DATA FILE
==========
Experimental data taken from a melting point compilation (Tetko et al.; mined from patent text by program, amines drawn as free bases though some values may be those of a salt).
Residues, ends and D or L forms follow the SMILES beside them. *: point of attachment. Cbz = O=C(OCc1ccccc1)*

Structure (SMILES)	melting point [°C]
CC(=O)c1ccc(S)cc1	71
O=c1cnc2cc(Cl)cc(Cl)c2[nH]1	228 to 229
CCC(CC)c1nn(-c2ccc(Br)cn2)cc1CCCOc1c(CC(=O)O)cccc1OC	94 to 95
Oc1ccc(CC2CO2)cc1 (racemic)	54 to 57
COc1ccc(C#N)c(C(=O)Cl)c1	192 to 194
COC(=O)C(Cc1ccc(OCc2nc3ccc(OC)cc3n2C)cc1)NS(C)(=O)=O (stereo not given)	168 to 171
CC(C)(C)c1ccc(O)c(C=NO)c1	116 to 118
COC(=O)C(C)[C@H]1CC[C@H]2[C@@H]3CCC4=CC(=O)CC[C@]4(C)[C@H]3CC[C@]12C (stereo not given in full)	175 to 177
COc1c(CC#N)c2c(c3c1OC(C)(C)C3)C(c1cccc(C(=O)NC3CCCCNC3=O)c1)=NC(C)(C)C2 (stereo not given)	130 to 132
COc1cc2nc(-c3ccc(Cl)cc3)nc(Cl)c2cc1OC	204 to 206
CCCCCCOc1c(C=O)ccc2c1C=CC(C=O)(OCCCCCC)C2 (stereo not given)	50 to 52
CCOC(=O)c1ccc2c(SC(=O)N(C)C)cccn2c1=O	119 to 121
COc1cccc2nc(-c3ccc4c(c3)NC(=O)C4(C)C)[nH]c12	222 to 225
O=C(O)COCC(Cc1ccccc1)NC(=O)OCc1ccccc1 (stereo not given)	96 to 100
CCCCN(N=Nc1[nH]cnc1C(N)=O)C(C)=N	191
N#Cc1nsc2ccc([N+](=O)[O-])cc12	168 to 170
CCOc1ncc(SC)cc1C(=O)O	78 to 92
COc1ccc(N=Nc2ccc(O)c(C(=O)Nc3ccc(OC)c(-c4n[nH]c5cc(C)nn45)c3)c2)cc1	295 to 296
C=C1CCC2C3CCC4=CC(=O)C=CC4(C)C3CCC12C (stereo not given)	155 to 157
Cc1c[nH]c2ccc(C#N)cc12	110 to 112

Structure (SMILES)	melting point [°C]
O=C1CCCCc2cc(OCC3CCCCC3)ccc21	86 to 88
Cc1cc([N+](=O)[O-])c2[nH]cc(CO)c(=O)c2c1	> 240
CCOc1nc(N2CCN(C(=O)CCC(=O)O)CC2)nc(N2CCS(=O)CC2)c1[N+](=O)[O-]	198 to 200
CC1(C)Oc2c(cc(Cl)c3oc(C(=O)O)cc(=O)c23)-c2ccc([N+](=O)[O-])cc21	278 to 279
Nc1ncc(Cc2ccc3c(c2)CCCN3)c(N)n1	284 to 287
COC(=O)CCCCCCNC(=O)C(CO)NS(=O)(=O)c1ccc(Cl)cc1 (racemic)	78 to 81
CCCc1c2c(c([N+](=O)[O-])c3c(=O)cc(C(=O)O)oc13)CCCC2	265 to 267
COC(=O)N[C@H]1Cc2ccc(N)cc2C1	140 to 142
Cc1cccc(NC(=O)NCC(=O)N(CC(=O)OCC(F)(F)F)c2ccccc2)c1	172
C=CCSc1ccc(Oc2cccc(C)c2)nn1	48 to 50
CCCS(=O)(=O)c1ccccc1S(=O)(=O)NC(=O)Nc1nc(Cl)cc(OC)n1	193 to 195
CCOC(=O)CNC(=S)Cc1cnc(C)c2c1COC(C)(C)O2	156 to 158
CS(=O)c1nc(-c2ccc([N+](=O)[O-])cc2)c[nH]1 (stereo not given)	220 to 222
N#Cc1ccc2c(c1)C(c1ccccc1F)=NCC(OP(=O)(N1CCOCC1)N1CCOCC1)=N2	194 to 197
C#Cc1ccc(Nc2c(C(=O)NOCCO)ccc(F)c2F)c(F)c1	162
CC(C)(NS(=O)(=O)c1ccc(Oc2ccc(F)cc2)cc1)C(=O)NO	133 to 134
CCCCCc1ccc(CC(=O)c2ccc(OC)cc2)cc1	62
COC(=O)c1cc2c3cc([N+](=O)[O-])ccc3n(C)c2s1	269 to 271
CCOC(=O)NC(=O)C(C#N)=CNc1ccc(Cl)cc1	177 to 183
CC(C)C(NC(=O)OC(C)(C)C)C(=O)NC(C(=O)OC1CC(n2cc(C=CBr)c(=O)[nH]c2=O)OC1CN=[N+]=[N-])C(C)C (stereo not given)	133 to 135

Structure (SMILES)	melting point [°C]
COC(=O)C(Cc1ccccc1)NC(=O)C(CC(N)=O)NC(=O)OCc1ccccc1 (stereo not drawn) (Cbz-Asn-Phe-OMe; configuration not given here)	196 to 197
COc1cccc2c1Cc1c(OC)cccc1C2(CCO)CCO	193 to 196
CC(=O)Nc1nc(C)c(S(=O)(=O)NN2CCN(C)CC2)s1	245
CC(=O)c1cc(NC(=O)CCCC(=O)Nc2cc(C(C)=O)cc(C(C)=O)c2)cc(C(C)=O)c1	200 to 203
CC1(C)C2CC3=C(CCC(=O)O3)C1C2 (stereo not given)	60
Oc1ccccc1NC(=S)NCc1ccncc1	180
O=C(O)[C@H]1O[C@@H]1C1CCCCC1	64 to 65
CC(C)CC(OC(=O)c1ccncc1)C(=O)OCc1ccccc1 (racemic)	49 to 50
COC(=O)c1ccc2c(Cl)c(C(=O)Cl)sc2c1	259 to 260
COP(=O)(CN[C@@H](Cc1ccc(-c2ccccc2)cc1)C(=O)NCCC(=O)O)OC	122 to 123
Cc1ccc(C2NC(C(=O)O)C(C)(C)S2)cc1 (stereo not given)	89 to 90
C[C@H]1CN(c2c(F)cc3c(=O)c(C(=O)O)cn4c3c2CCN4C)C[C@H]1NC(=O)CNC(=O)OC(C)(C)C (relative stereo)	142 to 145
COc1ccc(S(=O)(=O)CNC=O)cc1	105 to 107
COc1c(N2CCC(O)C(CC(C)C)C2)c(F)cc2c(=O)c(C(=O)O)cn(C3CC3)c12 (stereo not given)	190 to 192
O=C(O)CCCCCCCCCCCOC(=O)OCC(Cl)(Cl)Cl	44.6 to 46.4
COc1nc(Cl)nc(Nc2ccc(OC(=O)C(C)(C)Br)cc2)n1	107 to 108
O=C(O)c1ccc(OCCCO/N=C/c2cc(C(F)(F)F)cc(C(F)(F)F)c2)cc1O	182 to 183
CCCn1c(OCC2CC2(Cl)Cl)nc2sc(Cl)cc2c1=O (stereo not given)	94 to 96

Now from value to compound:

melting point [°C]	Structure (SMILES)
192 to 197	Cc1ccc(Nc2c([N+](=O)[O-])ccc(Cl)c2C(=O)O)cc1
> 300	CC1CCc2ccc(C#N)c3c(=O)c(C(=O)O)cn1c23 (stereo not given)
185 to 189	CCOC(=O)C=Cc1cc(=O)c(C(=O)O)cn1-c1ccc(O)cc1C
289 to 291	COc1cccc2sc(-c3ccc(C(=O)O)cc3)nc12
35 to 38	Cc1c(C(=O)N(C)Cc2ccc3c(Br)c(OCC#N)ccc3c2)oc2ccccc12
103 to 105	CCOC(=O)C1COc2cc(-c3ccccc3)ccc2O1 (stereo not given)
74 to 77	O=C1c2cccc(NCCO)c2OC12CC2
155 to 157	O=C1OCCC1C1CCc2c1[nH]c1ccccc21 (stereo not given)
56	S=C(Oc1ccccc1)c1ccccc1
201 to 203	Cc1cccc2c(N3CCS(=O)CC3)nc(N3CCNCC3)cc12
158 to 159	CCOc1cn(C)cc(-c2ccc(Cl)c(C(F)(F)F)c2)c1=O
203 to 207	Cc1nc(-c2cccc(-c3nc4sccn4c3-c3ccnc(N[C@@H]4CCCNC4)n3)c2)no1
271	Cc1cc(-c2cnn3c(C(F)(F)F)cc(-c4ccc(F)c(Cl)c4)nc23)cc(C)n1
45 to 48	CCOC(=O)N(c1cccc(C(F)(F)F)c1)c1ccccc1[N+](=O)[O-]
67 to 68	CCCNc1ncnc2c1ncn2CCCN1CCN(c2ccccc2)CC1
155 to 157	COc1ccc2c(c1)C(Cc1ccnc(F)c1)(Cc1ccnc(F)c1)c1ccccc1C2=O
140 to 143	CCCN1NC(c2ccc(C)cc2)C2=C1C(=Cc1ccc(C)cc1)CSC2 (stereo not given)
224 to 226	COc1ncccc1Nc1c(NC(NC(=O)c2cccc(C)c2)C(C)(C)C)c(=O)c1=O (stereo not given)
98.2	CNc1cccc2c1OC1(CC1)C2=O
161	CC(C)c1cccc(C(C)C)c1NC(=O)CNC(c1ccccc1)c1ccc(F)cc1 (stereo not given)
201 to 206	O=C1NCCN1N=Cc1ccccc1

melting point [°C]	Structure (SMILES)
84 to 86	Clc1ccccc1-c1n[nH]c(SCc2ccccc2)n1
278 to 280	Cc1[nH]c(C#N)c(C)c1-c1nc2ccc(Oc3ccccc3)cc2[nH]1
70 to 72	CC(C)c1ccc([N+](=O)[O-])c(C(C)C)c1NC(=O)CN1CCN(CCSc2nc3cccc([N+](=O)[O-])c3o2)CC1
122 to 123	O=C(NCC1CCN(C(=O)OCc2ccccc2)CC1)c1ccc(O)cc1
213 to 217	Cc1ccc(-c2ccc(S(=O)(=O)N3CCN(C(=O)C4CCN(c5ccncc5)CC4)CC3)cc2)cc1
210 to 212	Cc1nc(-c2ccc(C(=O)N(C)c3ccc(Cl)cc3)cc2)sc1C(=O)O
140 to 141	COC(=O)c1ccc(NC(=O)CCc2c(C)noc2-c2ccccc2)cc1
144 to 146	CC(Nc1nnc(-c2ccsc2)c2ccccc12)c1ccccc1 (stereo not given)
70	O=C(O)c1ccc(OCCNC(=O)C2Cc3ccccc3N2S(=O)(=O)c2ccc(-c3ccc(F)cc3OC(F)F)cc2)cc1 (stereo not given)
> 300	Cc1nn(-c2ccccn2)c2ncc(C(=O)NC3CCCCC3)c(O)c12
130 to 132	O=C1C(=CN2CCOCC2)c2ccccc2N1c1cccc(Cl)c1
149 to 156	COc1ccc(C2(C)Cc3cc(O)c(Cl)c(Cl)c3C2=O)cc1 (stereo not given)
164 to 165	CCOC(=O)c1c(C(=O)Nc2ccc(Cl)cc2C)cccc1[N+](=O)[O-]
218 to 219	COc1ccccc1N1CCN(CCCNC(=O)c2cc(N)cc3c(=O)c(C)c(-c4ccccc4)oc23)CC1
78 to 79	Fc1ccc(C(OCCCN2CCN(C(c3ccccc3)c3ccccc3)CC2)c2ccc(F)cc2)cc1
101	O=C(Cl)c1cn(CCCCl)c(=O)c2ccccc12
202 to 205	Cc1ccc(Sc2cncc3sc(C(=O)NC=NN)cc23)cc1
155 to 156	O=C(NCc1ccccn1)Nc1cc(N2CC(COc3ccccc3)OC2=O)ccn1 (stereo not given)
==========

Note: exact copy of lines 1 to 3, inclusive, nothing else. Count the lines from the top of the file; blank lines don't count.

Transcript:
Experimental data taken from a melting point compilation (Tetko et al.; mined from patent text by program, amines drawn as free bases though some values may be those of a salt).
Residues, ends and D or L forms follow the SMILES beside them. *: point of attachment. Cbz = O=C(OCc1ccccc1)*

Structure (SMILES)	melting point [°C]